Ethiopia’s state-run telecoms, Ethio Telecom, has launched a fourth generation (4G) mobile service in the capital, Addis Ababa. They plan to catch up with high-speed connections available in some east African countries like Kenya and Uganda.

According to World Bank, Africa’s telecoms industry rose from 25 million in 2001 subscribers to 650 million subscribers in 2013.

Ethiopia is one of the last African countries to have a state monopoly in telecoms. With the new network upgrade to 4G, it is certain to have left some countries lagging behind. Users can now browse the Internet more easily and run complex application, compared to the 3G era.

In the bid to expand mobile infrastructure throughout Ethiopia, the 4G service, initially able to serve 400,000 subscribers, is part of a $1.6 billion deal signed two years ago with Chinese firms Huawei and ZTE.

In a statement to Reuters, Ethio Telecom’s Head of Communications Abdurrahim Ahmed said “The 4G network had taken eight months to build. And internet packages would range from 420 birr ($21) a month for 2 gigabyte (GB) of data to 3,600 birr ($180) for 30 GB.”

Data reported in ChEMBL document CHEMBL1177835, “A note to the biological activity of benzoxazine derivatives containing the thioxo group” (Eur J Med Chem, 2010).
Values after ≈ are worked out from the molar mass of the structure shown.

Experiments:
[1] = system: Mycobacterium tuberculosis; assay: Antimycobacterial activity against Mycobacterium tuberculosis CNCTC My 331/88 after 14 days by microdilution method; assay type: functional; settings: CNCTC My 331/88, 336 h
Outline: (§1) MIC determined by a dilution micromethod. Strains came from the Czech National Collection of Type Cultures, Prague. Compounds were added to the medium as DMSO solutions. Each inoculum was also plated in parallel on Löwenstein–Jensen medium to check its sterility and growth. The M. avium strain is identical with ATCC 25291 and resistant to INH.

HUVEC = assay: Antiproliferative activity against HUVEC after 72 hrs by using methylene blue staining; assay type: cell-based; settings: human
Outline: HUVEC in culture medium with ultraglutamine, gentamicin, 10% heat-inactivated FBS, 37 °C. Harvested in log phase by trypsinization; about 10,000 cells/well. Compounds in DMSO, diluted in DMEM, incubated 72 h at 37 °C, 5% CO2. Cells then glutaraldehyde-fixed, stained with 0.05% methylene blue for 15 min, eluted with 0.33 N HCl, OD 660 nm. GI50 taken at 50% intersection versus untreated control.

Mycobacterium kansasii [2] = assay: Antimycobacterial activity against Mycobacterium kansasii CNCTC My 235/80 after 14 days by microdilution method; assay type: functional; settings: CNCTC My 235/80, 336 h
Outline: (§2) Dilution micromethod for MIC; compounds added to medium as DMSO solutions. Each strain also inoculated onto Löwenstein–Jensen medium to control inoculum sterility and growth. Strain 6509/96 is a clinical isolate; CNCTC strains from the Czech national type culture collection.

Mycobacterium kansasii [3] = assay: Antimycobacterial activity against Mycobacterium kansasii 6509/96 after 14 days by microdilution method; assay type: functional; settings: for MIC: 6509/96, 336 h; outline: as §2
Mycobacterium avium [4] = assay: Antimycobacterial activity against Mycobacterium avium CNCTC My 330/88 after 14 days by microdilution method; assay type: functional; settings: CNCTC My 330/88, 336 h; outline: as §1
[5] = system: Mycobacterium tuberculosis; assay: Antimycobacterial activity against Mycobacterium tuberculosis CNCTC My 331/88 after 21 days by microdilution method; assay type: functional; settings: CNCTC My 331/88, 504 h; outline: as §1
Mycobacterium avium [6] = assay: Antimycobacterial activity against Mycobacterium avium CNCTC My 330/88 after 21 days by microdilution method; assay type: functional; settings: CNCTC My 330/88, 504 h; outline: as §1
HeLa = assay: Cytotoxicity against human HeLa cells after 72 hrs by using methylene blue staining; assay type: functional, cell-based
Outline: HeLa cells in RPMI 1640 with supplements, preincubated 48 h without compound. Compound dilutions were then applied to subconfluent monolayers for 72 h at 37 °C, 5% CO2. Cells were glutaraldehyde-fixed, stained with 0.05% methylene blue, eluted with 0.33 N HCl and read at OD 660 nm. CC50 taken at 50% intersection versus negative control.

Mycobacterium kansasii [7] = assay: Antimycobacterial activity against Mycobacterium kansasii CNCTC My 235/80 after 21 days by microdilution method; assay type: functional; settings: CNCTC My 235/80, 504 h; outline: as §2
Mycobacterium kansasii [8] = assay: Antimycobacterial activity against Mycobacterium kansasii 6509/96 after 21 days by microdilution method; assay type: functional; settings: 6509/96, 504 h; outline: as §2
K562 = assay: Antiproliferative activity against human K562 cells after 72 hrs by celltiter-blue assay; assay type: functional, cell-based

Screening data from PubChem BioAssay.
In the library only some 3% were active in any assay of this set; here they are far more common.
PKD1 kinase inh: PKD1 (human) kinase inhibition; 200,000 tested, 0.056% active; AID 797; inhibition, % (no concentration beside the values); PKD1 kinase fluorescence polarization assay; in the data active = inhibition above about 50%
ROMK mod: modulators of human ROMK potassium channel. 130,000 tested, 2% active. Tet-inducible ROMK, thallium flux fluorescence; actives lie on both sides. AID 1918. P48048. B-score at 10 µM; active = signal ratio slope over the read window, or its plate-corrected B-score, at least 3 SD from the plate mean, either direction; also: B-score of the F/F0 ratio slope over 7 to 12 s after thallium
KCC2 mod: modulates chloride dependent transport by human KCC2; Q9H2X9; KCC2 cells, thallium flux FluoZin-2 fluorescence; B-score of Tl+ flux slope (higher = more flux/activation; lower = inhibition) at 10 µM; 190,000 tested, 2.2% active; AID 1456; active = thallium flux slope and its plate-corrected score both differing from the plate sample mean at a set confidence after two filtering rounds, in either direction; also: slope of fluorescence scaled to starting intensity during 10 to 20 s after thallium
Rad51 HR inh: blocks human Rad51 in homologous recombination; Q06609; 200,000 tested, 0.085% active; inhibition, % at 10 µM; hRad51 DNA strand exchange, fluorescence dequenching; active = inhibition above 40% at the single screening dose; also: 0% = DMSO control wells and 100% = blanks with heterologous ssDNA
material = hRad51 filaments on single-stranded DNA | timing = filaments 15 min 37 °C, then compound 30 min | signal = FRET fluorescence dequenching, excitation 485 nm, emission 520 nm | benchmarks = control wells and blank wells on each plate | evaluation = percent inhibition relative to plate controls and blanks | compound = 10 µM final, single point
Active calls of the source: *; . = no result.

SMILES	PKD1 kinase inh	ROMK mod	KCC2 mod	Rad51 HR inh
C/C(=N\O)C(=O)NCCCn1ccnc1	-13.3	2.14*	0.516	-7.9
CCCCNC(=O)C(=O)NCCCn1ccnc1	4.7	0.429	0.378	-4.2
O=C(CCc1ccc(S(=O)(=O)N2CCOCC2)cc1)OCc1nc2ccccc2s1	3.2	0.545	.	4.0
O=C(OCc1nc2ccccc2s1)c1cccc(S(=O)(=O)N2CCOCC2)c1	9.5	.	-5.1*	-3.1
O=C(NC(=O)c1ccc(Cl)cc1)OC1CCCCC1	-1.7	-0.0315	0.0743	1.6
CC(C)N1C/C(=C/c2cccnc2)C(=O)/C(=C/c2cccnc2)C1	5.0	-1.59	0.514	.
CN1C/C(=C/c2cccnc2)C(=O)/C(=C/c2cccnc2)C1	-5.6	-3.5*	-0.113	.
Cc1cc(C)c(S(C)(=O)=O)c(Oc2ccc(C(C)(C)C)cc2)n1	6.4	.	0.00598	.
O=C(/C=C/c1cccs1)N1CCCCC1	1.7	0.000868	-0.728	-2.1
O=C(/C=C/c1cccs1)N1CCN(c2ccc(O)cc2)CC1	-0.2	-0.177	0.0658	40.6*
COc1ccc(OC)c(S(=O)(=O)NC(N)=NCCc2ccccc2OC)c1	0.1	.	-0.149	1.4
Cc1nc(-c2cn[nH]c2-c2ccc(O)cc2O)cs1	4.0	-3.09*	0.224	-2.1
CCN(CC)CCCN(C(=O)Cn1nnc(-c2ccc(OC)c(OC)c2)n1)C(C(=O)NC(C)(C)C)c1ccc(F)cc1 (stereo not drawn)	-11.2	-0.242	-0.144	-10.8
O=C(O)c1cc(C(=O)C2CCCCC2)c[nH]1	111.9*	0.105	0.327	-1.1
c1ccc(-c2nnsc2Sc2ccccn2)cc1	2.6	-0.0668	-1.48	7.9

Though a reasonable part of Ethiopia, including the capital, still suffers from occasionally patchy mobile reception, the $1.6 billion project also aims to also double 3G capacity to 60 million subscribers by the end of the year in the country with over 90 million population.

Image credit:itpro

Bolade Popoola Author

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